He was born in Liverpool on 14 March 1836. He was educated at the Liverpool Collegiate School and Cheltenham College. He attended the Royal Military Academy, Woolwich and was commissioned as an officer in the Royal Engineers in 1855.
His first appointment was as secretary to the British Boundary Commission in 1858, whose duty it was to map the 49th parallel between the Rocky Mountains and the Pacific Ocean. He spent four years in North America, during which time he documented his travels in a diary, the transcription of which can be found in "Mapping the Frontier" edited by George F. G. Stanley.
In 1864 he started working on the Ordnance Survey of Jerusalem funded by the wealthy Angela Burdett-Coutts, 1st Baroness Burdett-Coutts whose primary motivation was to find better drinking water for those living in the city. During the resulting search, he produced the most accurate map of Jerusalem and identified the eponymous Wilson's Arch but was unable to find a new source of water. According to a book published in 2013, "Wilson was the first to pay proper scholarly attention to the stonework of the Haram el-Sharif (Temple Mount) walls when [conducting] the first comprehensive mapping of the Old City (the Ordnance Survey of Jerusalem)". Over a century after Wilson's work, The Jerusalem Post commented that his efforts "on the Jerusalem Ordnance Survey served as the basis for all future Jerusalem research".
Also in 1867, with the Palestine Exploration Fund, Wilson had a leading role in the PEF Survey of Palestine and conducted one of the first major Excavations at the Temple Mount in Jerusalem. In 1868 he joined the Ordnance Survey of Sinai. In 1872 he was elected to the Society of British Archaeology.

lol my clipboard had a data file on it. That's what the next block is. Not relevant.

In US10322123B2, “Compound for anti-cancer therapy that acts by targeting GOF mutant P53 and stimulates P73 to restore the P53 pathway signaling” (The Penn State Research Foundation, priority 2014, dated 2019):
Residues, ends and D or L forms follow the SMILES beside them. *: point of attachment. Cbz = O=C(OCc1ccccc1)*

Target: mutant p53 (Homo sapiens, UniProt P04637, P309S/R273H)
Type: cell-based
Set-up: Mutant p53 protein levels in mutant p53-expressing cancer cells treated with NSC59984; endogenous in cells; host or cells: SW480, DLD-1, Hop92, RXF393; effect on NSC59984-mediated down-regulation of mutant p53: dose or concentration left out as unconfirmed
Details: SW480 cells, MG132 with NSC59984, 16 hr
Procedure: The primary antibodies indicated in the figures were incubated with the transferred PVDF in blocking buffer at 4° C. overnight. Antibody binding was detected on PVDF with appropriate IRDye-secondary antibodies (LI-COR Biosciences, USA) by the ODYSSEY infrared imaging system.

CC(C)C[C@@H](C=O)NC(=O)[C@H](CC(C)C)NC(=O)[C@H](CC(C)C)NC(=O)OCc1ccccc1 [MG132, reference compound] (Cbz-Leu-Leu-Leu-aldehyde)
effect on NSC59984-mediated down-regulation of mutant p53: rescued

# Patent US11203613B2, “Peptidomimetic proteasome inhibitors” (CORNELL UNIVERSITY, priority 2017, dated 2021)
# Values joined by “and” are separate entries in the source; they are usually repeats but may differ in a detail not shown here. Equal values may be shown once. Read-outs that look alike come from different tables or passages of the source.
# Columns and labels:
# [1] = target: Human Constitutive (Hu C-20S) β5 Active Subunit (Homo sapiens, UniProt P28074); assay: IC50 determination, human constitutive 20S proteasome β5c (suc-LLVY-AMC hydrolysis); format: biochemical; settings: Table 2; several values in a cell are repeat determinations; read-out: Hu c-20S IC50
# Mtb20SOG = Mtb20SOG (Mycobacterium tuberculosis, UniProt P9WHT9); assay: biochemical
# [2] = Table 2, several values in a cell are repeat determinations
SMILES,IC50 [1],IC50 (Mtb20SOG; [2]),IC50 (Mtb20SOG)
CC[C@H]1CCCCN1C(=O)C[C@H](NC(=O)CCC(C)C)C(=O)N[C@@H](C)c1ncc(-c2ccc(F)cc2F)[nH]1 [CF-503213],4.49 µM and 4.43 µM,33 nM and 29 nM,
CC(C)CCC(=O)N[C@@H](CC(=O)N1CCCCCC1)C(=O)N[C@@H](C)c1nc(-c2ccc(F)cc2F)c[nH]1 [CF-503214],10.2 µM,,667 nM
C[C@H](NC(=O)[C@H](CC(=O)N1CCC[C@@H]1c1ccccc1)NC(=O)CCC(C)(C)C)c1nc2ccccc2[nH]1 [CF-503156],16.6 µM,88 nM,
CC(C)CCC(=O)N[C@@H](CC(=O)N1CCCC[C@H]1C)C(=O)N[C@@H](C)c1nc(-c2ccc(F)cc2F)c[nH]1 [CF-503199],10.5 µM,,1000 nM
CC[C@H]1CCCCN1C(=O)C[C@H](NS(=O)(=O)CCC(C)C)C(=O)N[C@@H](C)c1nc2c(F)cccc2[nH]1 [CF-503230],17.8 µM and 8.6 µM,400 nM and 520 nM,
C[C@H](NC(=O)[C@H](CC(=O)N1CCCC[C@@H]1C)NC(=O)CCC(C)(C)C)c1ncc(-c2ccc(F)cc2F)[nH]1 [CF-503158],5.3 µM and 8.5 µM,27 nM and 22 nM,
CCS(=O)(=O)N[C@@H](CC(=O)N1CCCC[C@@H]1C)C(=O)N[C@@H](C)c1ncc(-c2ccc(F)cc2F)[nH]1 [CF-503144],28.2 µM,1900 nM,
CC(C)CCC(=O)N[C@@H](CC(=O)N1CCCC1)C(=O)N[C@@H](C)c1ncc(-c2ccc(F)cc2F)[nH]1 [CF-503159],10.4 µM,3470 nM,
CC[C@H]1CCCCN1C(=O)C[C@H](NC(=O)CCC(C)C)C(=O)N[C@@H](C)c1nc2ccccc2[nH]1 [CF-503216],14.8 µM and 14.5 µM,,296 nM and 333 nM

He served director of the Palestine Pilgrims' Text Society, an organization that publishing texts and translations related to pilgrimages to the Holy Land. He was chairman of the Palestine Exploration Fund from 1901 until his death in 1905.
After returning home, Wilson was appointed to the Ordnance Survey of Scotland in 1867 and also acted as Assistant Commissioner on the Borough Boundary Commission. In 1874 he became a Fellow of the Royal Society. He became director of the topographical department at the British War Office and assistant quartermaster-general in the British Intelligence Department. In 1876 he received an Order of the Bath. He then headed the Ordnance Survey of Ireland.
From 1879 to 1882, he was consul-general in Anatolia and traveled extensively in Turkey. In the summer of 1882, he took part in Garnet Wolseley's expedition to put down the rebellion of Colonel 'Urabi.
From 1884 to 1885, Wilson took part in the Khartoum Relief Expedition, commanded by Garnet Wolseley. He was part of the advance rescue force led by Sir Herbert Stewart. After Stewart was mortally wounded Brigadier-General Wilson took command of this group of about 1,400 men. On two Nile steamers Wilson's Desert Column reached Khartoum in the afternoon of 28 January 1885. It came two days too late: Khartoum had been seized by the Mahdists in the early hours of 26 January. Between 5,000 and 10,000 inhabitants were slaughtered, among them Major-General Charles George Gordon. Wilson received criticism afterwards for his delay in sailing to Khartoum, with one author stating that he had "lost any nerve he had ever possessed". Other sources however, spread the blame, particularly on the commander, Garnet Wolseley, 1st Viscount Wolseley who had already accused Wilson. The public in England also blamed Prime Minister William Gladstone for not having taken steps to relieve the siege of Khartoum and some historians have held Major-General Gordon responsible, because he had refused the order to evacuate while that was still possible.
He died on 25 October 1905 at Tunbridge Wells. A subsequent biography on Wilson, by Sir Charles Moore Watson, said that he "probably did more than any other man to increase the knowledge of the geography and archeology of Asia Minor, Palestine and the adjacent countries".